"If we are to accurately quantify the health impact of the pandemic, we must not rely on confirmed COVID-19 deaths as the sole metric," emphasizes Prof. Kurth. "To better adapt containment measures to the local situation, consideration should also be given to current data on all-cause mortality from within the relevant region. Unfortunately, it is not always possible to access up-to-date all-cause mortality data. I am pleased that Germany has recently started to make preliminary figures available."
*Piccininni M, Rohmann JL et al., Use of all cause mortality to quantify the consequences of covid-19 in Nembro, Lombardy: descriptive study. BMJ 2020;369:m1835. doi: 10.1136/bmj.m1835

The pandemic in Nembro

Nembro reported its first coronavirus cases towards the end of February 2020. This was soon followed by the introduction of the town's first social distancing measures. On 8 March, Nembro became part of one of Italy's 'red zones' - strict quarantine areas which people were neither permitted to enter nor leave. Residents were only permitted to leave their homes for essential reasons, such as shopping for food or essential types of work. By 11 April, the number of confirmed cases had increased to 218. By 16 April 2020, 85 of these had died. Monthly all-cause mortality decreased during the month of April, which is likely a consequence of the strict community isolation measures.

Charité - Universitätsmedizin Berlin

Related Public Health Articles:

COVID-19 and the decolonization of Indigenous public health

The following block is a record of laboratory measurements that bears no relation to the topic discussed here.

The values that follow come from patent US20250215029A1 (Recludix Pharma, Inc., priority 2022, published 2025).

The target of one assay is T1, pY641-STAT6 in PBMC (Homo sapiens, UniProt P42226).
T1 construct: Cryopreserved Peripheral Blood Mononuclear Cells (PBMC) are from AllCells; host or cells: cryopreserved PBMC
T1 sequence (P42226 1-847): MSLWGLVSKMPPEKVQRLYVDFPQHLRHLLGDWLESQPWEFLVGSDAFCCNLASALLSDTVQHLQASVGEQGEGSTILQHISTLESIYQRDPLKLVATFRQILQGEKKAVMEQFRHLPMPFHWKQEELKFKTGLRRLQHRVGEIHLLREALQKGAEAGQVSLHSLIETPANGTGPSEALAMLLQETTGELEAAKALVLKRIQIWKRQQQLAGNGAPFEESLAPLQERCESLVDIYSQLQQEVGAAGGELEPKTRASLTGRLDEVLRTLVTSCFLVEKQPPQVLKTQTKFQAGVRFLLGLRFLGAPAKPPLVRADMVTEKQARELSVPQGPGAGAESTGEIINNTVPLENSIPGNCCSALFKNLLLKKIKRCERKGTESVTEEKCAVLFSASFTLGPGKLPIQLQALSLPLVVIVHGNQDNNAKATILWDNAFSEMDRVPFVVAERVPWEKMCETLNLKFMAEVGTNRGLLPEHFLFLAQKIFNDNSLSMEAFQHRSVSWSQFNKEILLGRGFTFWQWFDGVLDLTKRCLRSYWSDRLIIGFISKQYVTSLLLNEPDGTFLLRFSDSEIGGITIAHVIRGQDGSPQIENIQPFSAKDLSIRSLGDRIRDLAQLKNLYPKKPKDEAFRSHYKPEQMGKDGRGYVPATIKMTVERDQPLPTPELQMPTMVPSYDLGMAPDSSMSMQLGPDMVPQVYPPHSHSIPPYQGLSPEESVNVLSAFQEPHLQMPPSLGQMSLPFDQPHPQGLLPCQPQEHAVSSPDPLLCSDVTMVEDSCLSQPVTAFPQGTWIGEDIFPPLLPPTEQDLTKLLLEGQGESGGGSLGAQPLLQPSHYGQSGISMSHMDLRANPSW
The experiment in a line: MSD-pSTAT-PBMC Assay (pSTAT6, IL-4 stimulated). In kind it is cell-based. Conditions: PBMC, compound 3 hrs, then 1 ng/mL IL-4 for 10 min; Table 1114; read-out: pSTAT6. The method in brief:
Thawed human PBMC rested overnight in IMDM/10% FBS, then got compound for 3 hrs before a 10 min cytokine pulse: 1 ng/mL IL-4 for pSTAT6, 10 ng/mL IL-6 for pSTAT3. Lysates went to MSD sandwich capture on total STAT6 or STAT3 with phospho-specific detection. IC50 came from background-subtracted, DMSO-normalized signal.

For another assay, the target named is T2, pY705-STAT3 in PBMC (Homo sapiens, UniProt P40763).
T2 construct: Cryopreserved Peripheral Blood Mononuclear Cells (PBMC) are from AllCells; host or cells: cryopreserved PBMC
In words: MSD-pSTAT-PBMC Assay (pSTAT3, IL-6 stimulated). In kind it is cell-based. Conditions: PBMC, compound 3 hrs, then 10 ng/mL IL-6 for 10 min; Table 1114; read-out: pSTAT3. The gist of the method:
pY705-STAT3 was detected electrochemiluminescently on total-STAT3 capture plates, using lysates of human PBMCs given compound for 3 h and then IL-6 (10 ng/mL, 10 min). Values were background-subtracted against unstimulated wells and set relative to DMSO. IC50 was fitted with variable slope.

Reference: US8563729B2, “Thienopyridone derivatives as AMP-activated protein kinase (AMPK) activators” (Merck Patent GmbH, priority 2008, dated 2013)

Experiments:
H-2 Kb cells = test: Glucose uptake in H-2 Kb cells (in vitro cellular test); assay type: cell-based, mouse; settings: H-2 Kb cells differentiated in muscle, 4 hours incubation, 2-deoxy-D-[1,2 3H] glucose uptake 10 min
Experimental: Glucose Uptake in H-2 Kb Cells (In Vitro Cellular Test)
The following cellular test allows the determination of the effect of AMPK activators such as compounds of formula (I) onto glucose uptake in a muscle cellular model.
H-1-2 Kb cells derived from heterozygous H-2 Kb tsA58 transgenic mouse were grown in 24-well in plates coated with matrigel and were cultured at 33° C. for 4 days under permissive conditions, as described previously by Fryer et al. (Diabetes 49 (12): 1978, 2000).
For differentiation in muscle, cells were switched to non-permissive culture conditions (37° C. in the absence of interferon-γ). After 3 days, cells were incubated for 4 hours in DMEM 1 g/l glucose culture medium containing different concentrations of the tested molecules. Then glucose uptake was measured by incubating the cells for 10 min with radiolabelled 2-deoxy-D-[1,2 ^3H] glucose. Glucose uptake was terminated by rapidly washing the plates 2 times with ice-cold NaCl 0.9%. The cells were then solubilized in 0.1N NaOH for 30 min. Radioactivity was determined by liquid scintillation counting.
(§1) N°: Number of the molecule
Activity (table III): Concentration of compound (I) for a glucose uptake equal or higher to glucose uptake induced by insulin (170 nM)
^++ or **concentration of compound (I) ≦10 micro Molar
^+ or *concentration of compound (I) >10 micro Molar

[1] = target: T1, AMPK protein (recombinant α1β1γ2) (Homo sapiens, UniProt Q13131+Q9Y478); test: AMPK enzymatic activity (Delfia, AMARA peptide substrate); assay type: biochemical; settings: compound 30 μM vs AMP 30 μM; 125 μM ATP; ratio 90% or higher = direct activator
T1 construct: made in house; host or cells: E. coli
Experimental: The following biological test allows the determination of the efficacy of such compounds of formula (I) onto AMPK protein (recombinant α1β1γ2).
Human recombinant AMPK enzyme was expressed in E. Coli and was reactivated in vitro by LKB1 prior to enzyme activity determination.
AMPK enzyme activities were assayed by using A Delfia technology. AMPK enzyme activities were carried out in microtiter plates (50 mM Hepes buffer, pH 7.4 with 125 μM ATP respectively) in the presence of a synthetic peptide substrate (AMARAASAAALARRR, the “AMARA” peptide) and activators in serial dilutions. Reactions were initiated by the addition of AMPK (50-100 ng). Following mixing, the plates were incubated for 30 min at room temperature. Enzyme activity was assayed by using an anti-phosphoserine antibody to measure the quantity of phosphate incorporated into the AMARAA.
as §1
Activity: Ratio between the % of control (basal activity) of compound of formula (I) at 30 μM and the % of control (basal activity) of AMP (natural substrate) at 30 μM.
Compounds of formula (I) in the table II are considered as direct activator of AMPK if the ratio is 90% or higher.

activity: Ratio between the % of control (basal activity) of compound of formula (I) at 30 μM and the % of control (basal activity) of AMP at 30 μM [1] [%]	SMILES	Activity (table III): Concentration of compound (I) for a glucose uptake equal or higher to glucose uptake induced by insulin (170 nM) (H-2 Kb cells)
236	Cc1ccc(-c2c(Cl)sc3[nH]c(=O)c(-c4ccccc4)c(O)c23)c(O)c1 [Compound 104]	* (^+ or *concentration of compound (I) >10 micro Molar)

Indigenous self-determination, leadership and knowledge have helped protect Indigenous communities in Canada during the coronavirus disease 2019 (COVID-19) pandemic, and these principles should be incorporated into public health in future, argue the authors of a commentary in CMAJ (Canadian Medical Association Journal)
Public health consequences of policing homelessness
In a new study examining homelessness, researchers find that policy such a lifestyle has massive public health implications, making sleeping on the street even MORE unhealthy.
Electronic health information exchange improves public health disease reporting
Disease tracking is an important area of focus for health departments in the midst of the COVID-19 pandemic.
Pandemic likely to cause long-term health problems, Yale School of Public Health finds
The coronavirus pandemic's life-altering effects are likely to result in lasting physical and mental health consequences for many people--particularly those from vulnerable populations--a new study led by the Yale School of Public Health finds.
The Lancet Public Health: US modelling study estimates impact of school closures for COVID-19 on US health-care workforce and associated mortality
US policymakers considering physical distancing measures to slow the spread of COVID-19 face a difficult trade-off between closing schools to reduce transmission and new cases, and potential health-care worker absenteeism due to additional childcare needs that could ultimately increase mortality from COVID-19, according to new modelling research published in The Lancet Public Health journal.
The Lancet Public Health: Access to identification documents reflecting gender identity may improve trans mental health
Results from a survey of over 20,000 American trans adults suggest that having access to identification documents which reflect their identified gender helps to improve their mental health and may reduce suicidal thoughts, according to a study published in The Lancet Public Health journal.
The Lancet Public Health: Study estimates mental health impact of welfare reform, Universal Credit, in Great Britain
The 2013 Universal Credit welfare reform appears to have led to an increase in the prevalence of psychological distress among unemployed recipients, according to a nationally representative study following more than 52,000 working-age individuals from England, Wales, and Scotland over nine years between 2009-2018, published as part of an issue of The Lancet Public Health journal on income and health.